Classical Culture and the Idea of Rome in Eighteenth-Century England by Philip AyresClassical Culture and the Idea of Rome in Eighteenth-Century England by Philip Ayres

Classical Culture and the Idea of Rome in Eighteenth-Century England

byPhilip Ayres

Paperback | March 19, 2009

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This book is the first to look at the aristocratic adoption of Roman ideals in eighteenth-century English culture. In the century following the Revolution of 1688, the ruling class promoted--by way of its patronage--a classical frame of mind embracing all the arts, on the foundations of "liberty" and "civic virtue". Ayres' study shows that the propensity to adopt the self image of virtuous Romans was the attempt of a newly empowered oligarchy to dignify and vindicate itself by association with an idealized image of Republican Rome.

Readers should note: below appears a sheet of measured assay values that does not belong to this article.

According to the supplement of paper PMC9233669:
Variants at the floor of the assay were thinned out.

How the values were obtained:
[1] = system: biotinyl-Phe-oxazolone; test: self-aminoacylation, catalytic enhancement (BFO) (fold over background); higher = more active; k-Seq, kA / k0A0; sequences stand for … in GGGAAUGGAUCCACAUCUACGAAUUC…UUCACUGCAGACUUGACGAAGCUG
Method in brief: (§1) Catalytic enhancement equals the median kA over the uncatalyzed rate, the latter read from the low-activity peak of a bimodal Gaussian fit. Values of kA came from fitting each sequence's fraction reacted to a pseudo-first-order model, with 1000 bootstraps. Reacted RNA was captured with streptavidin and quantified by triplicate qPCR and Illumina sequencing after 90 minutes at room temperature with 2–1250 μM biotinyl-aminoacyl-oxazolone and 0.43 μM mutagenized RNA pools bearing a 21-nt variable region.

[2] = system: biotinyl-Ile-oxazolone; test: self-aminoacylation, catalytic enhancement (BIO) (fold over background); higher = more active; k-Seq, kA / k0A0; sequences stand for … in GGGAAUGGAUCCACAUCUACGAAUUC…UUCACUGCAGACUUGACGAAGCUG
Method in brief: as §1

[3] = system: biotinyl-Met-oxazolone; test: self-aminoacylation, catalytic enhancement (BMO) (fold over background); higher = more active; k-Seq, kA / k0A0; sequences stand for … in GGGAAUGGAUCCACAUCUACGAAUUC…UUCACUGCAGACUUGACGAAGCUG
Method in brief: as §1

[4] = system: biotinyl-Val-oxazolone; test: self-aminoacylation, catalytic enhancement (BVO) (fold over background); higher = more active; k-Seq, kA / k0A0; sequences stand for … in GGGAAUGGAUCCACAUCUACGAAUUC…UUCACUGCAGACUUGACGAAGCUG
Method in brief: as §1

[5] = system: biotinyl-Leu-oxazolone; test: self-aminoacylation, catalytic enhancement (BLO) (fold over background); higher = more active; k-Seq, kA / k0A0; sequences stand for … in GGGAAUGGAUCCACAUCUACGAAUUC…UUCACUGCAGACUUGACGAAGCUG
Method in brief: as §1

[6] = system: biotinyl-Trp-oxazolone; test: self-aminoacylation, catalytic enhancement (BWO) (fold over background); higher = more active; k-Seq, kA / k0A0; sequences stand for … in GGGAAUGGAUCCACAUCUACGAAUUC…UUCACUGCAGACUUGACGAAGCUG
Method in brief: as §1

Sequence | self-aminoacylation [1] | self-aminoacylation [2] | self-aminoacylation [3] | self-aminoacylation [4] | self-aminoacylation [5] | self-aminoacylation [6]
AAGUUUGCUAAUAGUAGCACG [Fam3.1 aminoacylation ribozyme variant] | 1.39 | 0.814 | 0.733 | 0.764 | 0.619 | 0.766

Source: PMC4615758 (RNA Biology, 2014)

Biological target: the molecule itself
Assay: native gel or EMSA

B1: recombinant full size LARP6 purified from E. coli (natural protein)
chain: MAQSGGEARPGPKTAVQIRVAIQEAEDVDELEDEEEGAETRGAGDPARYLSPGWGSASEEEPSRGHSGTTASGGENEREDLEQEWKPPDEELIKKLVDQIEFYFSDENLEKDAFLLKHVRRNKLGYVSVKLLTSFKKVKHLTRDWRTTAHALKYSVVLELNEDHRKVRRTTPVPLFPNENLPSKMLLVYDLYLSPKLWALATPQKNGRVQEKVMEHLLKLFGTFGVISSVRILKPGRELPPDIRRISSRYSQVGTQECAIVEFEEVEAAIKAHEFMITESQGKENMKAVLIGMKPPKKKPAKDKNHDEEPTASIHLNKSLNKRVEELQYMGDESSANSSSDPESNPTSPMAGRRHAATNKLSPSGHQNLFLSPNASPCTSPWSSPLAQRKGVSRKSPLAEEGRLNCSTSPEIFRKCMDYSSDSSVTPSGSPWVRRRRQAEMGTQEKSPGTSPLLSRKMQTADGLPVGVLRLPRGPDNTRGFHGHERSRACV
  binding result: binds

Title:Classical Culture and the Idea of Rome in Eighteenth-Century EnglandFormat:PaperbackDimensions:296 pages, 9.61 × 6.69 × 0.63 inPublished:March 19, 2009Publisher:Cambridge University PressLanguage:English

The following ISBNs are associated with this title:

ISBN - 10:052110579X

ISBN - 13:9780521105798

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Table of Contents

Preface; List of abbreviations; List of plates; 1. Oligarchy of virtue - liberty and the Roman analogy; Civic virtue and the Roman analogy; Literary personae: Pope, Swift, Johnson, Thomson, Fielding, Burke; 2. Virtue made visible - sensibility, sculpture, political gardens and temples; 3. Britannia Romana - Romano-British archaeology: pioneers; The Roman Knights and the recruitment of the aristocracy; Architect as archaeologist: Burlington; 4. Britannia Romana revived - architecture, collections, the numinous in landscape and house; 5. Beyond the mainstream: classical nostalgia and freethinking; Conclusion; Appendix: books on archaeology owned by Burlington: an annotated shelf-list; Bibliography; Notes; Index.

Editorial Reviews

Review of the hardback: 'Extremely well researched and convincingly argued, this ambitious book is a very welcome addition to scholarship. The argument is clearly thought through.' Latomus